Johann Hari: Frenzy around Britain’s Royal Wedding "Should Embarrass Us All"
April 29, 2011
Up to two billion people around the world tuned in to watch the British royal wedding of Prince William and Kate Middleton, a story which has dominated TV news for weeks. The wedding buzz offers a chance to look at the monarchy, Britain’s domestic policy, and how its colonial legacy around the world affects foreign affairs today. While all eyes were on the wedding procession and the first kiss, Democracy Now! spoke with Johann Hari, a columnist at The Independent of London, who says the royal wedding frenzy should be an embarrassment to us all.
AMY GOODMAN: Controversy has also arisen this week over the royal wedding guest list. Syrian ambassador Sami Khiyami was disinvited amidst reports of Syria’s brutal crackdown on peaceful protesters. But the former head of Bahrain’s National Security Agency is in attendance despite allegations he oversaw the torturing of prisoners with electric shocks. Sheikh Khalifa Bin Ali al-Khalifa is the current Bahraini ambassador to Britain. Human rights groups have also criticized the royal family for inviting representatives from Saudi Arabia, Belarus, Burma, Morocco, Equatorial Guinea, Swaziland and Zimbabwe.
Joining us here in New York is a British journalist who has openly criticized the wedding hoopla. Johann Hari is a columnist at The Independent of London. One of his most recent columns is titled "This Royal Frenzy Should Embarrass Us All." He’s also the presenter of the Johann Hari podcast.
Johann, welcome to Democracy Now!
JOHANN HARI: It’s great to be with you, Amy.
AMY GOODMAN: Well, talk about your country. Talk about this royal wedding, all the attention. And most importantly, let’s discuss empire.
JOHANN HARI: Well, I’m here as a refugee from the royal wedding, in New York, so—although it seems you can’t escape it anywhere. But, you know, nobody objects to two people who love each other getting married. You know, that’s a nice thing. It’s nice for anyone to see it. You know, got no problem with that.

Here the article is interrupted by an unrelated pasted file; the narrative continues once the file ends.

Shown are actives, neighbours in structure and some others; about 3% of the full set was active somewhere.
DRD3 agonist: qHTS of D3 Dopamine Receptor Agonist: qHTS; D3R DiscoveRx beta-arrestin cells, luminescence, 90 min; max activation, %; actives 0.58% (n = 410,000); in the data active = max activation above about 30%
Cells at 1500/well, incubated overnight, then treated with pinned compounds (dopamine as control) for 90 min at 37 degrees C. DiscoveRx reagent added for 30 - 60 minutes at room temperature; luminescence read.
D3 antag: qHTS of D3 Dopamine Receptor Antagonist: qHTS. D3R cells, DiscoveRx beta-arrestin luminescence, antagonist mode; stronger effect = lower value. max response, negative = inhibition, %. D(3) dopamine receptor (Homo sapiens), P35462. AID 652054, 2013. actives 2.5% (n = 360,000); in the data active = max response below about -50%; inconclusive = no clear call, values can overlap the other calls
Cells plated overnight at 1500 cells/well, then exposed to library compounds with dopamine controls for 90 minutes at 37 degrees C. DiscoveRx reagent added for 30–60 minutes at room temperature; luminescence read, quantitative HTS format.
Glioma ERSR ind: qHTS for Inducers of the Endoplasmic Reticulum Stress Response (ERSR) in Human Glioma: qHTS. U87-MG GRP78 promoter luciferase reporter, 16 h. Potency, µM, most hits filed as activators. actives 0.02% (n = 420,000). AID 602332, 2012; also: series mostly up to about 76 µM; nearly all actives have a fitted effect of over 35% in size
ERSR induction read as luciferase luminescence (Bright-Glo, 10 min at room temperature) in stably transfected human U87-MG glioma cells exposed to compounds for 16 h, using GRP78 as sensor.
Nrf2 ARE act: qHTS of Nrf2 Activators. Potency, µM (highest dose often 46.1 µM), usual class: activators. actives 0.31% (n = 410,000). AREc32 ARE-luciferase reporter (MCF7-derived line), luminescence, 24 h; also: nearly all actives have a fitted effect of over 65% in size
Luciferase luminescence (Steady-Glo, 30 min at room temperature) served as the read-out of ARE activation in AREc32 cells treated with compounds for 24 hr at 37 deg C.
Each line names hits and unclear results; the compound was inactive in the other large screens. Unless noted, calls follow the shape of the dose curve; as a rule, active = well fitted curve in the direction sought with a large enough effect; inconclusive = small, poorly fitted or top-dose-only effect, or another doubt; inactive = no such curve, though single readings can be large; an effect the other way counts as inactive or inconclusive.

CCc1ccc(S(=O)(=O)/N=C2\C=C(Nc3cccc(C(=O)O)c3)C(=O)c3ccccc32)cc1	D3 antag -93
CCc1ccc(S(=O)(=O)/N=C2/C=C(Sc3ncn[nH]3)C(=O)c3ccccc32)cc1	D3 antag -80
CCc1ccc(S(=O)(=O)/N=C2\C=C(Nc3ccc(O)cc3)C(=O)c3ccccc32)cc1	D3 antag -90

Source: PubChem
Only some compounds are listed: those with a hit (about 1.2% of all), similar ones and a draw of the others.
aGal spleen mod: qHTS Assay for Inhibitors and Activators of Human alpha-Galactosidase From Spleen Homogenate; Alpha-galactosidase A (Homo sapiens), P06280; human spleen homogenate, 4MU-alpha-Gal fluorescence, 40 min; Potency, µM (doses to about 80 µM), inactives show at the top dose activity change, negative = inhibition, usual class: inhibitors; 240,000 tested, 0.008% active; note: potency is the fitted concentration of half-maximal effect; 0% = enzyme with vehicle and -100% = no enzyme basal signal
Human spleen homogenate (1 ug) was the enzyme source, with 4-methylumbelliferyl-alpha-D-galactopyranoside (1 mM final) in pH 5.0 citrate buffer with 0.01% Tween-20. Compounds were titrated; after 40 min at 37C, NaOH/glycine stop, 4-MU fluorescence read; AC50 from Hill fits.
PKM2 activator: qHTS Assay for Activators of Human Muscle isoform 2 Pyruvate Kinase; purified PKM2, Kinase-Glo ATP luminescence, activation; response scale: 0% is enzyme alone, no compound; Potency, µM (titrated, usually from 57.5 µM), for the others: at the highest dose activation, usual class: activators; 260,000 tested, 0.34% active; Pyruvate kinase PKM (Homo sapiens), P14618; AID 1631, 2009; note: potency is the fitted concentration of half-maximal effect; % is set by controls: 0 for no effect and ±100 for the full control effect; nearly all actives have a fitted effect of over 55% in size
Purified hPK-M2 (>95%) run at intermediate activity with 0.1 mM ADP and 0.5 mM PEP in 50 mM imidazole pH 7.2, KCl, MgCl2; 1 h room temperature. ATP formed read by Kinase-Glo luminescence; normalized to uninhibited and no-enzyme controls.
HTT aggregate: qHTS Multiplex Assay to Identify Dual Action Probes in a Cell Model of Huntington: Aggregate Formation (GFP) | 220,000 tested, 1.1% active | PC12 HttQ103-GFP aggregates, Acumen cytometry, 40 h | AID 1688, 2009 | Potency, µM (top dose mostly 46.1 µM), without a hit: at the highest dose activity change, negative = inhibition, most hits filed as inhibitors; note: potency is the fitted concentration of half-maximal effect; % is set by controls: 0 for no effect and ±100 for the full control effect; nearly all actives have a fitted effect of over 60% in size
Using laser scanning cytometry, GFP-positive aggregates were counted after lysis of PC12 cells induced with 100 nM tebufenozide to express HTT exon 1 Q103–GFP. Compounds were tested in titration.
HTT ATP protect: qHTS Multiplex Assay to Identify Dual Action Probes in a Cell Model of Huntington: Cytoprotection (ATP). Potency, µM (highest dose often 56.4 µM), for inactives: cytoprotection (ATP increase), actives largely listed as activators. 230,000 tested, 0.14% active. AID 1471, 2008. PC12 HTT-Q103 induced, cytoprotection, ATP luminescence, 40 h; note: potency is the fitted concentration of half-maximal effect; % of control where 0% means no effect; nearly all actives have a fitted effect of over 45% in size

AMY GOODMAN: Well, depending on their sexual orientation, some countries do.
JOHANN HARI: Well, that’s a good point, but the—indeed, Elton John was there, and he wouldn’t be allowed to get married. He’s not allowed to get married in Britain.
But the thing we really object to is the institution of monarchy in the family. This has turned into the celebration of the idea that my country’s head of state is selected not by voting but by squelching out of a particular aristocratic womb in a particular golden palace, which doesn’t seem to me to be a very sensible way to select these things. And it causes very serious problems. For all the other flaws of the American political system, your head of state grew up on food stamps. My head of state grew up on the postage stamps. You know, you can tell your kids in most democracies, "If you work really hard, if you appeal to enough people, you can grow up to be the symbol of our country." The fact that the symbol of our country is selected solely through the most snobbish criteria of all, bloodlines, who their parent was, has a disfiguring effect on the whole of British society. It creates a kind of snobbery that emanates out and emanates down. When you’re a British kid, you grow up seeing that people instinctively bow and grovel before someone, just because they happen to have been born in a palace. And I think that does have a deforming effect. More and twenty minute video.
Saturday, April 30, 2011
Your Head of State (US) Grew Up On Foodstamps, My Head of State (UK) Grew Up On The Postage Stamps
The header taken from a line of Johann Hari, a columnist at The Independent of London, where he talks to Amy Goodman about the politics of the Royal Wedding, Britain's Imperial past and its associated human rights abuses, and much more.